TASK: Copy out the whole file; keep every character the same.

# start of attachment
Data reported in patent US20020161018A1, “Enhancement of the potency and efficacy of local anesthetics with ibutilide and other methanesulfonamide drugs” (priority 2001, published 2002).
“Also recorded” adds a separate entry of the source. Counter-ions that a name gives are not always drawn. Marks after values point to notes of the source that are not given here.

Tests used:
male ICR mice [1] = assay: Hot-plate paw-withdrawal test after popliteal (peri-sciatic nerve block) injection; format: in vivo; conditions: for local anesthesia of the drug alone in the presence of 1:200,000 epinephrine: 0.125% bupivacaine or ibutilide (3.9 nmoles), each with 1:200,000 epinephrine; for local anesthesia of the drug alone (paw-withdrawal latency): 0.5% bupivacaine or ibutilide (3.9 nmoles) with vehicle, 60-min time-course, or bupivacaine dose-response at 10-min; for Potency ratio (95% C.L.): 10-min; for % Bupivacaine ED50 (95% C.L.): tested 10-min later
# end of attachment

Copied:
Data reported in patent US20020161018A1, “Enhancement of the potency and efficacy of local anesthetics with ibutilide and other methanesulfonamide drugs” (priority 2001, published 2002).
“Also recorded” adds a separate entry of the source. Counter-ions that a name gives are not always drawn. Marks after values point to notes of the source that are not given here.

Tests used:
male ICR mice [1] = assay: Hot-plate paw-withdrawal test after popliteal (peri-sciatic nerve block) injection; format: in vivo; conditions: for local anesthesia of the drug alone in the presence of 1:200,000 epinephrine: 0.125% bupivacaine or ibutilide (3.9 nmoles), each with 1:200,000 epinephrine; for local anesthesia of the drug alone (paw-withdrawal latency): 0.5% bupivacaine or ibutilide (3.9 nmoles) with vehicle, 60-min time-course, or bupivacaine dose-response at 10-min; for Potency ratio (95% C.L.): 10-min; for % Bupivacaine ED50 (95% C.L.): tested 10-min later